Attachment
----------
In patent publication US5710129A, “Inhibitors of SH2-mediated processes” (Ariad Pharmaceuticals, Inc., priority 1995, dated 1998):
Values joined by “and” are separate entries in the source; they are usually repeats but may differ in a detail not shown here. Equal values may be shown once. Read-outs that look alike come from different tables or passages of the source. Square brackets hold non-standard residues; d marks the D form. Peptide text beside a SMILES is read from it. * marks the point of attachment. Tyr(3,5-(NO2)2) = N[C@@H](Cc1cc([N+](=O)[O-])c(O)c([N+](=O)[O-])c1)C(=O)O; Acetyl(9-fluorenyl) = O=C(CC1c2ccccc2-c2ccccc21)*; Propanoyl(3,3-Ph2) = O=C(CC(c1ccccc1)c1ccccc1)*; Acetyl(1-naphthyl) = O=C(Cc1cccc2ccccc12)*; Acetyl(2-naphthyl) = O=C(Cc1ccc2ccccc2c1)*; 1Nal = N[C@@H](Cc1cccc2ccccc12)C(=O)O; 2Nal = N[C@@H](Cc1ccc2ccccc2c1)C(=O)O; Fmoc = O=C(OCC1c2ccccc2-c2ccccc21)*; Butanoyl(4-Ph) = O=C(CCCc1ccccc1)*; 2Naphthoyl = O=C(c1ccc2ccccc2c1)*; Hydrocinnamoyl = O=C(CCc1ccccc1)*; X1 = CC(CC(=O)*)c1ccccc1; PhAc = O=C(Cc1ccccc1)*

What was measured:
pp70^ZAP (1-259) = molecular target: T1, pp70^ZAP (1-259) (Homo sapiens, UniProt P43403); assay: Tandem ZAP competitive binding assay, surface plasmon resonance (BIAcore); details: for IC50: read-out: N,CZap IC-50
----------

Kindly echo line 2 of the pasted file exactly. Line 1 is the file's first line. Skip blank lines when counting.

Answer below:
Values joined by “and” are separate entries in the source; they are usually repeats but may differ in a detail not shown here. Equal values may be shown once. Read-outs that look alike come from different tables or passages of the source. Square brackets hold non-standard residues; d marks the D form. Peptide text beside a SMILES is read from it. * marks the point of attachment. Tyr(3,5-(NO2)2) = N[C@@H](Cc1cc([N+](=O)[O-])c(O)c([N+](=O)[O-])c1)C(=O)O; Acetyl(9-fluorenyl) = O=C(CC1c2ccccc2-c2ccccc21)*; Propanoyl(3,3-Ph2) = O=C(CC(c1ccccc1)c1ccccc1)*; Acetyl(1-naphthyl) = O=C(Cc1cccc2ccccc12)*; Acetyl(2-naphthyl) = O=C(Cc1ccc2ccccc2c1)*; 1Nal = N[C@@H](Cc1cccc2ccccc12)C(=O)O; 2Nal = N[C@@H](Cc1ccc2ccccc2c1)C(=O)O; Fmoc = O=C(OCC1c2ccccc2-c2ccccc21)*; Butanoyl(4-Ph) = O=C(CCCc1ccccc1)*; 2Naphthoyl = O=C(c1ccc2ccccc2c1)*; Hydrocinnamoyl = O=C(CCc1ccccc1)*; X1 = CC(CC(=O)*)c1ccccc1; PhAc = O=C(Cc1ccccc1)*